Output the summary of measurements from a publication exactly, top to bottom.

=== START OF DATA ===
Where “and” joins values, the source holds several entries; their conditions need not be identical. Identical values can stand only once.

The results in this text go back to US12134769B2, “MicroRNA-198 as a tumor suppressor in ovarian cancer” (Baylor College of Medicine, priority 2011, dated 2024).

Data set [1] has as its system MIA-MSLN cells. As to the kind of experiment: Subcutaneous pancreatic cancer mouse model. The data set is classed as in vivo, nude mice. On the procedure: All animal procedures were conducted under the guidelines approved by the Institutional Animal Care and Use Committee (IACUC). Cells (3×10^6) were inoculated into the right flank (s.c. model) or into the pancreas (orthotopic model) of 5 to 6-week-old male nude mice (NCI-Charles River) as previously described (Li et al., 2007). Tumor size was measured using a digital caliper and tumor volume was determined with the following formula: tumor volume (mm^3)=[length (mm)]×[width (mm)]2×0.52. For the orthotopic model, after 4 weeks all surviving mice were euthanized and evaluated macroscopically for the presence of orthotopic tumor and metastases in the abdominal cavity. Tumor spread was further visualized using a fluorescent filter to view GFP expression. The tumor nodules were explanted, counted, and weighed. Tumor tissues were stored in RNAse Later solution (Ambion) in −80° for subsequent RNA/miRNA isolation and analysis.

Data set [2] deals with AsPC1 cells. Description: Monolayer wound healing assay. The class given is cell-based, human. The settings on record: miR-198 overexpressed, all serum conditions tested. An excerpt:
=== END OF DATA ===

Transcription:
Where “and” joins values, the source holds several entries; their conditions need not be identical. Identical values can stand only once.

The results in this text go back to US12134769B2, “MicroRNA-198 as a tumor suppressor in ovarian cancer” (Baylor College of Medicine, priority 2011, dated 2024).

Data set [1] has as its system MIA-MSLN cells. As to the kind of experiment: Subcutaneous pancreatic cancer mouse model. The data set is classed as in vivo, nude mice. On the procedure: All animal procedures were conducted under the guidelines approved by the Institutional Animal Care and Use Committee (IACUC). Cells (3×10^6) were inoculated into the right flank (s.c. model) or into the pancreas (orthotopic model) of 5 to 6-week-old male nude mice (NCI-Charles River) as previously described (Li et al., 2007). Tumor size was measured using a digital caliper and tumor volume was determined with the following formula: tumor volume (mm^3)=[length (mm)]×[width (mm)]2×0.52. For the orthotopic model, after 4 weeks all surviving mice were euthanized and evaluated macroscopically for the presence of orthotopic tumor and metastases in the abdominal cavity. Tumor spread was further visualized using a fluorescent filter to view GFP expression. The tumor nodules were explanted, counted, and weighed. Tumor tissues were stored in RNAse Later solution (Ambion) in −80° for subsequent RNA/miRNA isolation and analysis.

Data set [2] deals with AsPC1 cells. Description: Monolayer wound healing assay. The class given is cell-based, human. The settings on record: miR-198 overexpressed, all serum conditions tested. An excerpt: